We visited Dendara after Abydos as it’s on the way back to Luxor. The temple here is dedicated to Hathor and is much more recent than the two at Abydos – it’s Ptolemaic and Roman era, although built on the site of older temples. One of the well known reliefs on the temple is of Cleopatra VII (ie the famous one) and her son Caesarion. We actually saw more of the surroundings of the temple than the inside – going up on the roof, under the floor and around the outside. My photos from this visit are, as always, up on flickr – click here for the full set, or on any photo to go to its flickr page.
Plan of Dendara Temple Complex
Made by wikipedia user Sinuhe20
We entered the temple complex from the north, going through the Domitian & Trajan gate, and pretty much bypassed the buildings to the right. We first paused at the facade before passing through into the vestibule. My main impression of this space is that there’s a lot of blue – it’s the colour that seems to’ve survived best on the reliefs. The columns are striking as well – not the more usual papyrus shaped tops, instead they have Hathor’s head near the top with the column above her carved to look like a sistrum (or rattle). The ceiling is still intact and in this room it’s decorated with astronomical reliefs – when we visited 5 years ago it was in the process of being cleaned so there was a lot of scaffolding in the way. I’d meant to come back towards the end of the visit and take more photos but ran out of time, sadly.
Instead of continuing further into the temple we made our way up to the roof. We went up via the stairs on the right hand side which follow a (square) spiral path up to the roof. They were used by priests during festivals and the walls are carved with priests walking in procession. When lit by flickering torches it must’ve looked out of the corner of your eye as if they were walking alongside you. Once up on the roof we walked through a Ptolemaic era kiosk with blank cartouches – the turnover of Pharaohs during this period was at times brisk enough that the artists never quite got to the point of writing in the name.
The roof isn’t flat, even on the bits that don’t have structures on – it depends on the height of the room underneath. We stopped next to the central section and Medhat pointed out just how big the stones here are, and the difficulty the Egyptians must’ve had in transporting them and raising them with the technology they had available. At the front of the roof there’s a couple of rooms dedicated to Osiris – Hathor being associated with the Osiris myths (she nurses Horus), and also because Dendara is another place that Osiris is supposed to be buried. The first of those rooms is where the famous zodiac ceiling comes from (now in the Louvre) – it’s been replaced by a plaster replica, painted black to match the rest of the ceiling. Which is a shame, as it given it’s a replica anyway it would’ve been interesting to see it painted in colours like the original once was – of course the state of knowledge when the original was removed possibly means that wasn’t an option. The inner room is decorated with scenes from the legend of Horus’s conception and birth – which occurs after his father Osiris’s death. His mother Isis had succeeded in resurrecting Osiris for long enough to impregnate her, and this is depicted in the reliefs as a mummy lying on a bed with an erect penis. The falcon hovering over this is Isis being impregnated. I seem, inexplicably, to have no photos of these – instead I paid more attention to other motifs in those rooms.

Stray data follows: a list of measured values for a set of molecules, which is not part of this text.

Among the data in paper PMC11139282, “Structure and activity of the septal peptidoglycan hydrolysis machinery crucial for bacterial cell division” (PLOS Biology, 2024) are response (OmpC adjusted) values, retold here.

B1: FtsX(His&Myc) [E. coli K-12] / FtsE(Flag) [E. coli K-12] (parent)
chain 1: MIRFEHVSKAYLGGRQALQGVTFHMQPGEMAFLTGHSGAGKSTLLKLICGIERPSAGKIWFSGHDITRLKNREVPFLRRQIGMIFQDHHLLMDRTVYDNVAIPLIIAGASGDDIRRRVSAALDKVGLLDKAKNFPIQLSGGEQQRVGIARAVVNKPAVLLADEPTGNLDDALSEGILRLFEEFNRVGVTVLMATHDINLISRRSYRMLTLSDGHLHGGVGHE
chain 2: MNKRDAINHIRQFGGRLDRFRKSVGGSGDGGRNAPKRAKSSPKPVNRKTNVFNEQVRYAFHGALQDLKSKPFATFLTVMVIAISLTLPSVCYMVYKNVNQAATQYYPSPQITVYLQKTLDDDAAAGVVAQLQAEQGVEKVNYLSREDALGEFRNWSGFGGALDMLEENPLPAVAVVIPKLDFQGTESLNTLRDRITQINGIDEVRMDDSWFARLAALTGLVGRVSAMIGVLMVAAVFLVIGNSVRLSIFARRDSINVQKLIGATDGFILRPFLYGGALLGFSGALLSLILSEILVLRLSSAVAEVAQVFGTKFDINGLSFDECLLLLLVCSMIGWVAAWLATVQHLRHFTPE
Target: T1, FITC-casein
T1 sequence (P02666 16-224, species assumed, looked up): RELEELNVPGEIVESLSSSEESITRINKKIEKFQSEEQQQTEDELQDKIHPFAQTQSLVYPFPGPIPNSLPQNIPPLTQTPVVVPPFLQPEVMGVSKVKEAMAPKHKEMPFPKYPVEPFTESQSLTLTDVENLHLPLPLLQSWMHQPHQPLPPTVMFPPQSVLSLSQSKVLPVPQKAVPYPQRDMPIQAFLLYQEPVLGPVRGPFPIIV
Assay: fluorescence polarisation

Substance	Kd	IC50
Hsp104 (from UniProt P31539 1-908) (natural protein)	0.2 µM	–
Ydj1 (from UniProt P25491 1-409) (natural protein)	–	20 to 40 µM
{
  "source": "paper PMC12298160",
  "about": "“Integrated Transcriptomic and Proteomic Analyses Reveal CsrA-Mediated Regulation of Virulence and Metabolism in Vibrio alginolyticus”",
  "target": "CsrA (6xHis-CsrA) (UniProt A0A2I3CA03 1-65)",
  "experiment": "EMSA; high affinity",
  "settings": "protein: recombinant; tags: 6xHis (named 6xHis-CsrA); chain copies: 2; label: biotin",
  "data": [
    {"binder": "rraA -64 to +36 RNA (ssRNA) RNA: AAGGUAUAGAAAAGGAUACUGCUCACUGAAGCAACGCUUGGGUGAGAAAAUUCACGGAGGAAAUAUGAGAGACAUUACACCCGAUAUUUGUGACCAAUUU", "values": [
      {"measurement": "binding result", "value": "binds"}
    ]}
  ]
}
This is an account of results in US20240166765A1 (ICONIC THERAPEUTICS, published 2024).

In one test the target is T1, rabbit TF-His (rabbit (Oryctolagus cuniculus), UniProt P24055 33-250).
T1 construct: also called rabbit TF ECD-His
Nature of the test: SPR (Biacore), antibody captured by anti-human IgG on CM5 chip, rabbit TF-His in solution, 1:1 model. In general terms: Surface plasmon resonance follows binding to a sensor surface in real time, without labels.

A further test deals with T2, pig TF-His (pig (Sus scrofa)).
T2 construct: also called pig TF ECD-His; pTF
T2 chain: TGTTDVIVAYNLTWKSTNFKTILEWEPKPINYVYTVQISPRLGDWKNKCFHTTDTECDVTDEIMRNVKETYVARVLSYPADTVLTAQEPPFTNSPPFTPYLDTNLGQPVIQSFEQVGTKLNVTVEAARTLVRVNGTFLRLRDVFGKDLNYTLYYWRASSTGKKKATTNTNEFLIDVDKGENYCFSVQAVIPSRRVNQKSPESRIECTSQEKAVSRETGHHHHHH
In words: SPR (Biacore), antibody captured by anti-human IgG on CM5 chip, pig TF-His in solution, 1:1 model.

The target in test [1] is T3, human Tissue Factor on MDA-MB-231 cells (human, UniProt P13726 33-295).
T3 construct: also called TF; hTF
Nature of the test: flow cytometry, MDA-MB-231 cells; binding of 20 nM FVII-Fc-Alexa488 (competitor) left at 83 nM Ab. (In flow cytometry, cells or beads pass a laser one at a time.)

After looking at the view from the roof we headed back down the other stairs to the main part of the temple. We then had the opportunity to visit one of the crypts underneath the temple. These were storage spaces for the temple valuables, and the entrances were hidden. As they were functional and secret spaces I wasn’t really expecting them to be decorated – but of course that’s not the way the ancient Egyptians thought! The one we looked in was covered in very fine decoration – it’s quite narrow so I sadly didn’t get any good photos of the sweep of the scenes.
Next we headed around the outside of the temple to look at the Cleopatra relief on the back wall, and while we were there one of the guardians opened up the Temple of Isis so we could have a look inside. This small building dates from the Roman period, still decorated with Egyptian motifs (as their religion last for a few hundred years after they became part of the Roman Empire) in the clumsy style I associate with Ptolemaic and/or Roman reliefs. We then walked back towards the front of the temple looking at the other reliefs on the outside of the western wall and at the sacred lake. The “lake” is completely dry now, and Dylan told me that even when the temple was in operation it would’ve fluctuated a lot with the seasons. Just before the annual flood it might’ve been no more than a sacred puddle.
A slightly odd visit, as I said at the beginning we saw more of the outside than the inside. Perhaps another time we’ll look around more at the interior reliefs.